Landlords who look to evict tenants once the eviction ban ends on August 23rd need to disclose whether a tenant’s circumstances were affected by the pandemic.
If the situation isn’t properly disclosed judges could throw the case out of court.
Mary-Anne Bowring, group managing director at Ringley and creator of automated lettings platform, PlanetRent, said: “The new measures announced by the government are fair as they will encourage landlords to engage with their tenants, as any business would with a customer to agree credit terms.
“The way this is carried out all depends on if it’s just a way for the government to expect buy-to-let investors to subsidise the lives of people in the pandemic.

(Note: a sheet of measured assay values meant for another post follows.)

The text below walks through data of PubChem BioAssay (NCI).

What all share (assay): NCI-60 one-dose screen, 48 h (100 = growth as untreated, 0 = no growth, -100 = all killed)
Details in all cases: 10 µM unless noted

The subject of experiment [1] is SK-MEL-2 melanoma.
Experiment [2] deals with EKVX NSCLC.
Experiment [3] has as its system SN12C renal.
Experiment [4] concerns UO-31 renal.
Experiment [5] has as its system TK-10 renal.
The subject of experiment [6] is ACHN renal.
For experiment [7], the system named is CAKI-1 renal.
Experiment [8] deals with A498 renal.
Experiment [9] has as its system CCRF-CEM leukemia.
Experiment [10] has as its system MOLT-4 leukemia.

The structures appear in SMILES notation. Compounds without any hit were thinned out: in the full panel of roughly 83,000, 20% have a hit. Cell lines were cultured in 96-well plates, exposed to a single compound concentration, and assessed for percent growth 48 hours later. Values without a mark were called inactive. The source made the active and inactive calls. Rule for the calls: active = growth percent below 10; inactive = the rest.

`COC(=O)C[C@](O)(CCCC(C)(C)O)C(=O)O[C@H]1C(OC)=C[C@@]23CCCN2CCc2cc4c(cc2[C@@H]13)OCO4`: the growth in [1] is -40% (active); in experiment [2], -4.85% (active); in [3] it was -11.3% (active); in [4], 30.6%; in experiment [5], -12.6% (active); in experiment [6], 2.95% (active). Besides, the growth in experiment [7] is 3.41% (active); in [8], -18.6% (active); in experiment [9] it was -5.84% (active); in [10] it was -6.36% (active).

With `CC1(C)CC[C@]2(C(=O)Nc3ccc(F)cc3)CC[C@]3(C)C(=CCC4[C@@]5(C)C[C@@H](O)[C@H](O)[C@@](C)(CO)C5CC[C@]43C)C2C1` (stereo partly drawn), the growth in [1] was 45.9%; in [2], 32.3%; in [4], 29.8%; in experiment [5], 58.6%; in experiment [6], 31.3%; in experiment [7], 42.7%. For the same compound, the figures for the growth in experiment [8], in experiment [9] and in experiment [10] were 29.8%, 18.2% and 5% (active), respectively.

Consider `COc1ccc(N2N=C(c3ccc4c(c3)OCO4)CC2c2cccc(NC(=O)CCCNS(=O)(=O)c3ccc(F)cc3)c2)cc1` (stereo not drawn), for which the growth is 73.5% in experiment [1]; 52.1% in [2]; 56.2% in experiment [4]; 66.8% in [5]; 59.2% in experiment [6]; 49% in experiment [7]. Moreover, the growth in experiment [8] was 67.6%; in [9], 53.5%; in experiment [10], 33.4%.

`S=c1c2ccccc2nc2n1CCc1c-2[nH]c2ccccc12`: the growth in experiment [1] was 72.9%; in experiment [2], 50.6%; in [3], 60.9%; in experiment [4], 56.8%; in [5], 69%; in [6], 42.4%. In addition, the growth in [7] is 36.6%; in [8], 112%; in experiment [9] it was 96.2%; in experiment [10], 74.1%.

“While landlords have been able to get mortgage repayment holidays, these are only a postponement of interest and capital repayments and nothing like the benefits of the furlough scheme that some employees have received.
“Landlords will have to pay higher interest and repayments as soon as their repayment holiday ends.”
The ban was extended in June, bringing the total amount of the time the ban has been in place to five months.
(Weekly, fortnightly or monthly)